News Analysis

How mobile and digital adoption is reshaping the consumer landscape in India

By Mobasher Kazmi

India is undergoing rapid transformation in terms of its digital adoption facilitated by favourable supply and demand side factors. These includes 4G rollout, low bandwidth costs and affordable mobile devices coupled with an increasingly-affluent population and widespread mobile technology adoption across key demographics. A “mobile-first” ecosystem is developing in the country that is transforming how Indians consume.

Mobile technology has proven to be an effective enabler to value-conscious consumers who prefer to assess and evaluate before making an informed purchase decision. Mobile now provides the average Indian consumer with all the right price and product information. This has refined the decision-making process considerably and made shopping more accessible and convenient.

Interestingly, digitalisation has also empowered Indian consumers through the menu of engagement options, customising and personalising how they interact with their brands while enhancing their overall customer experience. While various e-commerce and social media platforms have leveraged “mobile-first” a real opportunity exists for traditional bricks and mortar operations to connect with the average Indian consumer.

It is expected that India will have one billion internet users by 2030 and this presents a unique opportunity set for businesses to reach such a large group of customers led by mobile-technology enabled consumption. The urbanHow mobile and digital adoption is reshaping the consumer landscape in India India is undergoing rapid transformation in terms of its digital adoption facilitated by favourable supply and demand side factors. These includes 4G rollout, low bandwidth costs and affordable mobile devices coupled with an increasingly-affluent population and widespread mobile technology adoption across key demographics. A “mobile-first” ecosystem is developing in the country that is transforming how Indians consume. rural divide becomes increasingly irrelevant in a “mobilefirst” context and the more discerning Indian consumer will seek to enhance his/her consumption basket.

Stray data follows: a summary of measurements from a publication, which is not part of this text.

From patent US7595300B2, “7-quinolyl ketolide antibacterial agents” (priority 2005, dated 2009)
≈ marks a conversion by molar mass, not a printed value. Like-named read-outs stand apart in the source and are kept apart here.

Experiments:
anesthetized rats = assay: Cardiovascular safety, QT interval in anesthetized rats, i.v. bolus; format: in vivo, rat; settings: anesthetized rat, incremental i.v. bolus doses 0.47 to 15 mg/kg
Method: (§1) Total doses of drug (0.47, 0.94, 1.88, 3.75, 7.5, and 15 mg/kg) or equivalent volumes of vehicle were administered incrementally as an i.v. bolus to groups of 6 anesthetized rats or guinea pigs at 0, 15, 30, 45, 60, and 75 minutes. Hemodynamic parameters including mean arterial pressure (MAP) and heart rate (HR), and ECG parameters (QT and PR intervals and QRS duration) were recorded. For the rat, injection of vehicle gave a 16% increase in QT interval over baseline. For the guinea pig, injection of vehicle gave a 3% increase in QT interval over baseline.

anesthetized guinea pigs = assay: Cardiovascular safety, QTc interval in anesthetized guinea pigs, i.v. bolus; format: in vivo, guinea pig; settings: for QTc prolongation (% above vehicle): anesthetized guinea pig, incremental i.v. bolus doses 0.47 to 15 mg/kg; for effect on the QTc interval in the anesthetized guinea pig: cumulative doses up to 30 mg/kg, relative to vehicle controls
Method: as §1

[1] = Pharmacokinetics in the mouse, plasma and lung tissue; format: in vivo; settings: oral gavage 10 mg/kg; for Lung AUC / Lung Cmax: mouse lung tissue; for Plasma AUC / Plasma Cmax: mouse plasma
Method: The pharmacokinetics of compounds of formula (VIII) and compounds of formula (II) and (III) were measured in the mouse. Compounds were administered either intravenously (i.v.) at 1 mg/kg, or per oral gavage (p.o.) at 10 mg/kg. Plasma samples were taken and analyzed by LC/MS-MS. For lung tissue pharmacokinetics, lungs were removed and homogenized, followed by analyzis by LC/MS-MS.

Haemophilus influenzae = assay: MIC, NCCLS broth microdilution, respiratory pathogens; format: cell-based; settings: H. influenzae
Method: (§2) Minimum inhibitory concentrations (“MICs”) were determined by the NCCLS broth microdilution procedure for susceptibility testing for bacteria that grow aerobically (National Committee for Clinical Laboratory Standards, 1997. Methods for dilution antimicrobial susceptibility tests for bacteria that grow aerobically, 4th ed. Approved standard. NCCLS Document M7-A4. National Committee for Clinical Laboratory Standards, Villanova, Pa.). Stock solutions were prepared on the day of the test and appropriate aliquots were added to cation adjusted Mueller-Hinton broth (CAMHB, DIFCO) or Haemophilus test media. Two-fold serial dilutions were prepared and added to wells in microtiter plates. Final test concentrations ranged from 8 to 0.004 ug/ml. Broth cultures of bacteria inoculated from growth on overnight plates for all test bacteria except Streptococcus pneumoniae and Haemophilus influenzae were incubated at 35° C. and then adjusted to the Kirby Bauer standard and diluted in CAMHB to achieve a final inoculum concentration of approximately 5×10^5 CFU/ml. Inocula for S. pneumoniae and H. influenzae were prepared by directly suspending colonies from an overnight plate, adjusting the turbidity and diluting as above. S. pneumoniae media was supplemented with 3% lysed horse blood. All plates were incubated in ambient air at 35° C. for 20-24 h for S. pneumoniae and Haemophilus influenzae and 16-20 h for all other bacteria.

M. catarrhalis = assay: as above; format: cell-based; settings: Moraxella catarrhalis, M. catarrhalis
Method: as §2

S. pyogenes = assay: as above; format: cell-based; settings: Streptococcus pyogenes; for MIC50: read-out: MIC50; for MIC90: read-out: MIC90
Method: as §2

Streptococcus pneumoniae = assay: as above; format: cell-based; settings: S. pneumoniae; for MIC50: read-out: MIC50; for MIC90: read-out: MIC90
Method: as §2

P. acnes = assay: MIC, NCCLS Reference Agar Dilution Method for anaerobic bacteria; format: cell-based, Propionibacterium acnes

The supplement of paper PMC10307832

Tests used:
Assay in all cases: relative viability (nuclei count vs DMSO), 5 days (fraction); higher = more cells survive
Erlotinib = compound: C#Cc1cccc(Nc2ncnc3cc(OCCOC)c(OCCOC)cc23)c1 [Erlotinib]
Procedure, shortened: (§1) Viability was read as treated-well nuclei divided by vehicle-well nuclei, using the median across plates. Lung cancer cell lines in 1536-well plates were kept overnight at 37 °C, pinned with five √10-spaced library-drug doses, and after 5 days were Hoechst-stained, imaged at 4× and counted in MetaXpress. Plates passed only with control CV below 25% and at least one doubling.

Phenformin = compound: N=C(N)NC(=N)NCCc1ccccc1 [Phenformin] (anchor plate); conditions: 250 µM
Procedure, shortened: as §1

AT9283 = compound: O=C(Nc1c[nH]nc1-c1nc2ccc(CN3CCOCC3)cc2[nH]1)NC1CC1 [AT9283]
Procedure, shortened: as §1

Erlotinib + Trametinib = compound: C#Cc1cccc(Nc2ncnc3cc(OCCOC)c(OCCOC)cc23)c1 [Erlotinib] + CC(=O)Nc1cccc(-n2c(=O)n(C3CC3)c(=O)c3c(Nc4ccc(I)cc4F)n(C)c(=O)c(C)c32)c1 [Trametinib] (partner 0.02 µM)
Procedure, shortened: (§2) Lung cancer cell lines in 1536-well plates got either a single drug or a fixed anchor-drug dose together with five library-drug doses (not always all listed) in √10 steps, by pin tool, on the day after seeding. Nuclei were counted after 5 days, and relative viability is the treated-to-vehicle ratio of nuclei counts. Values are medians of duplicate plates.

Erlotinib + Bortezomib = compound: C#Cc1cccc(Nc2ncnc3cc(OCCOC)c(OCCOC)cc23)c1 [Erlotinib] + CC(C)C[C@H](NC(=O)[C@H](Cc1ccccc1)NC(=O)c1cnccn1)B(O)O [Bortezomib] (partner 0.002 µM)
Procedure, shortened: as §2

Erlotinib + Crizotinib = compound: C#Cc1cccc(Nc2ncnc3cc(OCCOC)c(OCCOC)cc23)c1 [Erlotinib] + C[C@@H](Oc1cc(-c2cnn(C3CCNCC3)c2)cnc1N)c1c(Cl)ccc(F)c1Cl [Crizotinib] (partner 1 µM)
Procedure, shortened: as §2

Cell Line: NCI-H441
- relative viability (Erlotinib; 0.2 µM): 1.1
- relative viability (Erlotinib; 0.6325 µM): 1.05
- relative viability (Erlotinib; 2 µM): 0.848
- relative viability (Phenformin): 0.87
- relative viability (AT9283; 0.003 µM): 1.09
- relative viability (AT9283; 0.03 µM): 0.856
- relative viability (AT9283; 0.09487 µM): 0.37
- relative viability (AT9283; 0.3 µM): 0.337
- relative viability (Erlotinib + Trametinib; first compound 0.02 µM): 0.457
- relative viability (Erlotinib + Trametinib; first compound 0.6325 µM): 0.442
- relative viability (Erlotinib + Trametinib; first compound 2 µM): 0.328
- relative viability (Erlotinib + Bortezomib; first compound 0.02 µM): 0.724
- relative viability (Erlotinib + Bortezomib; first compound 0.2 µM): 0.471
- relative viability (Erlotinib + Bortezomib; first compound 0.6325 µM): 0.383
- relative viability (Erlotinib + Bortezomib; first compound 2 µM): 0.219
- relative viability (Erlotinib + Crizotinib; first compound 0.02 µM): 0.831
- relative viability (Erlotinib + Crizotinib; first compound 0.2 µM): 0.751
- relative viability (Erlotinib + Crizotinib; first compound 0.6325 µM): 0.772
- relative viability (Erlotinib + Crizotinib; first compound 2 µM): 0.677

Connected consumers will exhibit more on-the-go and experiential consumption. They will also demand a higher level of transparency as they compare offers. Similarly, location-based targeting that will be deployed across India at a scale not seen elsewhere in the world, should provide more insight in to consumer preferences and buying behaviour.

Clearly, organisations will have to disrupt their business model if they are to connect to their customers effectively. Given this ongoing disruption in consumption, businesses should be rethinking “mobilefirst” as a growth driver rather than a potential threat. It remains to be seen how far businesses will go in satisfying the average Indian consumer with new and emerging technologies within the digital umbrella constantly reshaping customer interactions.



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